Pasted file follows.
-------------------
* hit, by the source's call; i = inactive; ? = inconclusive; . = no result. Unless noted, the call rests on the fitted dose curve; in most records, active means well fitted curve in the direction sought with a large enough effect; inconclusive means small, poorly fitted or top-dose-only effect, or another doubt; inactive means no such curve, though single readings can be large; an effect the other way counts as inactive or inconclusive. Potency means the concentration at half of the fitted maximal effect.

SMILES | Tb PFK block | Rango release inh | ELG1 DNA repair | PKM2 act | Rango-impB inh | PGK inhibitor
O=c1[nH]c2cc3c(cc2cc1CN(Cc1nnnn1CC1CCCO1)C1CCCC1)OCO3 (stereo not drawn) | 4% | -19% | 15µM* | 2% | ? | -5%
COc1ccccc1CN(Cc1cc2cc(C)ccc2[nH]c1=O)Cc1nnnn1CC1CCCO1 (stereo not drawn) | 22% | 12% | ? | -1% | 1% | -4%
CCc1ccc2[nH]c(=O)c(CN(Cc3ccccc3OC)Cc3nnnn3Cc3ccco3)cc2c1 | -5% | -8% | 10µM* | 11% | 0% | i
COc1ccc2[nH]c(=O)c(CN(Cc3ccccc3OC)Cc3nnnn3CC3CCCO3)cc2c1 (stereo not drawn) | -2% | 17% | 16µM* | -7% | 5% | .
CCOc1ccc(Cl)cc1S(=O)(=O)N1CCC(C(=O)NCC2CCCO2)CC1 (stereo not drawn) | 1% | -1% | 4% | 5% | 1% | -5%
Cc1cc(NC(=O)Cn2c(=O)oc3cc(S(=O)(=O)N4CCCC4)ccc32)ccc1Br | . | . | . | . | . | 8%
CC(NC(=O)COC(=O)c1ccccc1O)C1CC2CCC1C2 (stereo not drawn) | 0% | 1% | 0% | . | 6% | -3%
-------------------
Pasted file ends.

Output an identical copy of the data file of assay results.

* hit, by the source's call; i = inactive; ? = inconclusive; . = no result. Unless noted, the call rests on the fitted dose curve; in most records, active means well fitted curve in the direction sought with a large enough effect; inconclusive means small, poorly fitted or top-dose-only effect, or another doubt; inactive means no such curve, though single readings can be large; an effect the other way counts as inactive or inconclusive. Potency means the concentration at half of the fitted maximal effect.

SMILES | Tb PFK block | Rango release inh | ELG1 DNA repair | PKM2 act | Rango-impB inh | PGK inhibitor
O=c1[nH]c2cc3c(cc2cc1CN(Cc1nnnn1CC1CCCO1)C1CCCC1)OCO3 (stereo not drawn) | 4% | -19% | 15µM* | 2% | ? | -5%
COc1ccccc1CN(Cc1cc2cc(C)ccc2[nH]c1=O)Cc1nnnn1CC1CCCO1 (stereo not drawn) | 22% | 12% | ? | -1% | 1% | -4%
CCc1ccc2[nH]c(=O)c(CN(Cc3ccccc3OC)Cc3nnnn3Cc3ccco3)cc2c1 | -5% | -8% | 10µM* | 11% | 0% | i
COc1ccc2[nH]c(=O)c(CN(Cc3ccccc3OC)Cc3nnnn3CC3CCCO3)cc2c1 (stereo not drawn) | -2% | 17% | 16µM* | -7% | 5% | .
CCOc1ccc(Cl)cc1S(=O)(=O)N1CCC(C(=O)NCC2CCCO2)CC1 (stereo not drawn) | 1% | -1% | 4% | 5% | 1% | -5%
Cc1cc(NC(=O)Cn2c(=O)oc3cc(S(=O)(=O)N4CCCC4)ccc32)ccc1Br | . | . | . | . | . | 8%
CC(NC(=O)COC(=O)c1ccccc1O)C1CC2CCC1C2 (stereo not drawn) | 0% | 1% | 0% | . | 6% | -3%